If there is a design flaw that makes bouncing these things pop then obviously you need to anchor them against your kid bouncing them or purchase a better quality residential security container that doesn't have this flaw. It also allows you to test them in the store to determine if they have this flaw. If it fails the bounce test, take it back. If it passes, consider whether it meets your minimum needs.
 
I just want something to keep the little one out, yet keep a handgun semi-accessible. This throws a wrench in my HD plans.
You still have a lot of good options available that do a better job of both. Just need to stay away from the cheapest electronics and container construction. They will cost a little more money, but the value will be a lot more.

All of them should be bolted down.
 
Here's another concerning problem Tobias found regarding the Simplex series of locks. Scroll down about 1/3 of the way ...

Simplex Article

Statement at the end of the article:
"KABA has stated that modifications were completed on or about September 19, 2010 in order to minimize the security vulnerability to the Simplex. However, this does not mean that locks which were purchased after that date are in fact secure. This is because old stock may still be sold by dealers. You should determine whether any locks that were purchased after that date have been modified to thwart the threat from strong magnetic fields."
 
My view is that there are "safes" and there are "storage boxes". Calling a storage box a "safe" is the real problem.
 
Security expert Bruce Schneier recently commented on this Forbes article, and provided a link to an extremely informative and informed presentation at the hacker con DEFCON all about gun safe security. The following comments and links are quoted directly from Schneier's blog and security newsletter, Cryptogram.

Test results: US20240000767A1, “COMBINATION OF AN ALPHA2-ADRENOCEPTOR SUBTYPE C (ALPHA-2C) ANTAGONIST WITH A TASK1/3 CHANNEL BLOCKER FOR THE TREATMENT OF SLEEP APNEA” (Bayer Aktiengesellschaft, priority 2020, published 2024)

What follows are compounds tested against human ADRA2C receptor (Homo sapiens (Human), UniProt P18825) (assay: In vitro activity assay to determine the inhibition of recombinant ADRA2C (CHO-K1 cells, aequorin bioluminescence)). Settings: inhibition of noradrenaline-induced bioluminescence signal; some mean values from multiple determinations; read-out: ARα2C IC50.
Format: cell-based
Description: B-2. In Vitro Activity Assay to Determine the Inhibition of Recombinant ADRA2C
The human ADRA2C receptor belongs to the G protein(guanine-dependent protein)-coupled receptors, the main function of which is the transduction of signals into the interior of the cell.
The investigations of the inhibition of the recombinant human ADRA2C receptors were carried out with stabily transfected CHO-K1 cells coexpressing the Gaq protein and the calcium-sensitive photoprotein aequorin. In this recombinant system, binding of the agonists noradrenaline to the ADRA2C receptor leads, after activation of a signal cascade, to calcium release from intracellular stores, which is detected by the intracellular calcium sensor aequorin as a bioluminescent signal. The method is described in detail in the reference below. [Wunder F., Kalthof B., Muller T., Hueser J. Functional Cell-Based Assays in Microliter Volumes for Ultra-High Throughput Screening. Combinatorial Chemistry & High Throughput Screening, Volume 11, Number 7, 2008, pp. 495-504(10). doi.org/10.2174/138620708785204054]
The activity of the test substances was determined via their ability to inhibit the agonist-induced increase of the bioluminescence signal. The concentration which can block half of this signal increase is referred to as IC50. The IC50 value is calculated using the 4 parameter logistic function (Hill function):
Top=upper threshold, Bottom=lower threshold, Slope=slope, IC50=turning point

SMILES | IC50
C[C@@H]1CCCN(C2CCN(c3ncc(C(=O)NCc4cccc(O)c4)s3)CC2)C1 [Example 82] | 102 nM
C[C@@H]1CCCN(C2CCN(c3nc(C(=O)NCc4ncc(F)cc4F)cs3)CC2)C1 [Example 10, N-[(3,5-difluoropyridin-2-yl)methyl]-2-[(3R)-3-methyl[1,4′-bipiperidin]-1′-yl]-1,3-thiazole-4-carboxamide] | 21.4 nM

When you go to the DEFCON 19 link download the full video of talk and slides. Slides alone (PDF or video) are not enough information. The presentation takes about 45 minutes. (Be aware that Deviant is a bit blunt, and his language might not be considered family-friendly. He is, however, a very knowledgable expert on locks and lockpicking and safes, and is also a firm 2d Amendment and RKBA supporter and practitioner, as will be apparent.)

====
In a long article about insecurities in gun safes, there's this great
paragraph: "Unfortunately, manufacturers and consumers are deceived and
misled into a false sense of security by electronic credentials, codes,
and biometrics. We have seen this often, even with high security locks.
Our rule: electrons do not open doors; mechanical components do. If you
can compromise the mechanisms then all the credentials, encryption,
fingerprint readers, and other gizmos and gimmicks mean nothing." In
other words, security is only as strong as the weakest link.
http://www.forbes.com/sites/marcweb...-gun-safes-can-be-opened-by-a-three-year-old/
or http://tinyurl.com/cuxuosl
DefCon 19 talk on the security of gun safes.
https://www.defcon.org/html/links/dc-archives/dc-19-archive.html#Deviant

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The cheap gun safes should slow the burglar down long enough for the cops to show up, your entire house should have a security system, look how much you saved on that Wal-Mart gun safe ;)
 
I only have one Stack-On safe inside my 30 gun Winchester safe. I use it mostly as an ammo box to keep the ammo dry and a little safer in the event of burglary or fire. I have no delusions that it will hold up to severe abuse.